It’s Oscar nomination day, which means some in snow-covered Washington DC — Hollywood for ugly people, if you believe the old saying — are daydreaming about what it would be like to make a blockbuster film. “Avatar” seems to have the inside track in this year’s Academy Award race, but isn’t there an old classic movie ripe for a Washington-style remake?
How about “Meet John Doe”? It’s a Frank Capra morality piece made in 1941, where a soda jerk can speak basic truth and a rail-riding hobo is played by Gary Cooper, the George Clooney of his day. Everybody’s scrounging for a job and a buck, they’re laying off the old pros at the local newspaper and a cigar-chomping oil magnate wants to get into politics. Barbara Stanwyck plays a hard-driving columnist who fakes a letter from a mythical “John Doe” who says he’s going to leap off the city hall roof on Christmas Eve to protest widespread corruption and the state of the world in general.
But that’s all background. What makes it made-to-order for a 2010 remake is what happens when Gary Cooper a.k.a. “John Doe” speaks to a big gathering, reading remarks written by the columnist, who’s now in cahoots with the oil magnate: the crowd loves him so much they go out and form grassroots John Doe Clubs, just to be neighborly. No politicians allowed. They’re not partisan, they just want to make things a little better.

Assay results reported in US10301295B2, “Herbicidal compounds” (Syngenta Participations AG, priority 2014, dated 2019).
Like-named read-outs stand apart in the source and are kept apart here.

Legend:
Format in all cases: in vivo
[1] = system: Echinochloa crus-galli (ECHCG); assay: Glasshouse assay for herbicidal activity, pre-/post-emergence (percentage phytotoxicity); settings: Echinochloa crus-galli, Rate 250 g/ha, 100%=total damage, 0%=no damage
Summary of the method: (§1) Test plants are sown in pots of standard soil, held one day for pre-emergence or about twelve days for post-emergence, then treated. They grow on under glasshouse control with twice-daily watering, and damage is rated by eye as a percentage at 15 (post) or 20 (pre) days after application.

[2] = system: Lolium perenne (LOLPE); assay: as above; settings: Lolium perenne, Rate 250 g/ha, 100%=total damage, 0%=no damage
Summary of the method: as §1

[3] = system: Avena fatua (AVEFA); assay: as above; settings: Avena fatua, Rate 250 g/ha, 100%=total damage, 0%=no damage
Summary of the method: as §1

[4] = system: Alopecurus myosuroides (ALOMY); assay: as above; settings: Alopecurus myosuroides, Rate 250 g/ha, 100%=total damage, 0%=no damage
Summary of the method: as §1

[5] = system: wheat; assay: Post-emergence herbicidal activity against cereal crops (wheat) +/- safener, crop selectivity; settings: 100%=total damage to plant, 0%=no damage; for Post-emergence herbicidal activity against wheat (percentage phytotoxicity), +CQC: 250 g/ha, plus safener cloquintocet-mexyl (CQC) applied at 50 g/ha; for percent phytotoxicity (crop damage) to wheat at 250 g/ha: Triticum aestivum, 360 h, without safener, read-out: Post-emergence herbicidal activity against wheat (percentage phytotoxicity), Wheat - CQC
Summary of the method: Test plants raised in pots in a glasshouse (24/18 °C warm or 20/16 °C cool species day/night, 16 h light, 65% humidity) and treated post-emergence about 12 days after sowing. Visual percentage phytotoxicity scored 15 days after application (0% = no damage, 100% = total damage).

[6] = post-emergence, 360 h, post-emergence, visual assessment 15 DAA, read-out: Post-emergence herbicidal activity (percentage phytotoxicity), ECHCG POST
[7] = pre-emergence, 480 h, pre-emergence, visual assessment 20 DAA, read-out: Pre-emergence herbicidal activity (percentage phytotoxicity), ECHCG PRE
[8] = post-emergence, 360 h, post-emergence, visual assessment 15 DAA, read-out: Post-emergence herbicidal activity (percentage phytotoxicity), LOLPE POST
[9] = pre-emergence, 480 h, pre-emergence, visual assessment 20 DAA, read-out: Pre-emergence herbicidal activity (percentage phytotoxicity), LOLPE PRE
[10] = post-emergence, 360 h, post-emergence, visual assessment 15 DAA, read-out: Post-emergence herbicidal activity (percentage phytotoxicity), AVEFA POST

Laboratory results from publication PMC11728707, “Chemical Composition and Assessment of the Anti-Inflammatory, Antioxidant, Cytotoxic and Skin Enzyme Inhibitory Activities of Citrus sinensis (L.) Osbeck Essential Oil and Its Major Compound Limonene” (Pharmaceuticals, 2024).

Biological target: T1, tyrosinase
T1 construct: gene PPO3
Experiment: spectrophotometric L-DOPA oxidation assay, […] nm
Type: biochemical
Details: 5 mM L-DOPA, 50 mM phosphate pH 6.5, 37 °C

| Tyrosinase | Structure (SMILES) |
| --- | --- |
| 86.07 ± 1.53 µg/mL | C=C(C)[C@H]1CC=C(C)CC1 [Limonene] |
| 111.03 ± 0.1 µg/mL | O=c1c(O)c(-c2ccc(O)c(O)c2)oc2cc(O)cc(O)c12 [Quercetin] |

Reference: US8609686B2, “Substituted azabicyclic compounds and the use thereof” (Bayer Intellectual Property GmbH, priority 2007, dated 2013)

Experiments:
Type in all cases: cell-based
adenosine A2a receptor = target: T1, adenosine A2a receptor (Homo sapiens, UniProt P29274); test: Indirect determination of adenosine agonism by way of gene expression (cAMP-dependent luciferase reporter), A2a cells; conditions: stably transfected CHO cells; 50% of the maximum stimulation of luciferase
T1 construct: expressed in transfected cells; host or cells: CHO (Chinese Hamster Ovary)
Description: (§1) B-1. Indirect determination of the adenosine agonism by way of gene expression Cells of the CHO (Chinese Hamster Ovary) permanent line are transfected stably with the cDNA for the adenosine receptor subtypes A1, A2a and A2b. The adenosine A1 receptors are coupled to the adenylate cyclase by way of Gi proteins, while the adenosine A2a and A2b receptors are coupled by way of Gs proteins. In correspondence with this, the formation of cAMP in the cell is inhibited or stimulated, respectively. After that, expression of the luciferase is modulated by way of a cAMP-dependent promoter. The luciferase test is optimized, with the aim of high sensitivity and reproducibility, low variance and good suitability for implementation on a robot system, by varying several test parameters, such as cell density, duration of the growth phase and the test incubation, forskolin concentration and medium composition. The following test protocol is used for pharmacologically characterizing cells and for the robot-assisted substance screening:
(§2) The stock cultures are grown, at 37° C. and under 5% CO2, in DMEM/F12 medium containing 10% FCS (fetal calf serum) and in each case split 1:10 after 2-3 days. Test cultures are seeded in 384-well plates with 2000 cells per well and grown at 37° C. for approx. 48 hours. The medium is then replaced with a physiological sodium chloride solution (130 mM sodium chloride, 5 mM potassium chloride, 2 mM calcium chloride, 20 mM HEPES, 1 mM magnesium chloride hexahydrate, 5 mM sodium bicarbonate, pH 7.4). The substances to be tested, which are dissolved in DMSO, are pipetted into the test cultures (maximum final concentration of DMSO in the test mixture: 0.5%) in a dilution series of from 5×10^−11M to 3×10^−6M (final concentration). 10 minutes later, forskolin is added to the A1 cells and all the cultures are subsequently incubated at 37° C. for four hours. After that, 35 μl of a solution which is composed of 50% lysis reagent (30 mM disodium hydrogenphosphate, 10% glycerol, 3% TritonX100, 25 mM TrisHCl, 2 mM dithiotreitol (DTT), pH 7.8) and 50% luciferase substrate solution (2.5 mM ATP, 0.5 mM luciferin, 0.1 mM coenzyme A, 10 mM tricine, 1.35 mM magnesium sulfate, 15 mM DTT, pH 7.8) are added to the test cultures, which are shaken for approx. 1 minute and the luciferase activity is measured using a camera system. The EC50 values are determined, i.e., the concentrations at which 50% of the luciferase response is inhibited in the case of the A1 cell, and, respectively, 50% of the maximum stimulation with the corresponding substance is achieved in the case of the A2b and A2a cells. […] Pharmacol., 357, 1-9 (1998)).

The oil magnate has another idea, to use the John Doe Clubs as a platform for his political ambitions. Meantime the columnist and the hobo fall in love, and decide they really are altruistic and want “the people” to succeed. It all winds up on the city hall roof in the snow on Christmas Eve, with (really) the “Ode to Joy” playing in the background.
OK, here’s the 2010 version: picture Scott Brown, the new Massachusetts senator, as this century’s John Doe, arriving in Washington to find a Senate tied up in knots, a House in disarray and a White House mired in debt and war. He’s buoyed by support from the John Doe Clubs of the 21st century, the Tea Party movement. Another Washington outsider, a telegenic former governor with ambitions of her own, is drawn to the nouveau John Doe and to the Tea Partiers. They go to the Tea Party convention but find their maverick message competing with entrenched Washington interests. Nobody goes up to the city hall roof, but the two newcomers emerge from the fray older and wiser and open their own PR shop.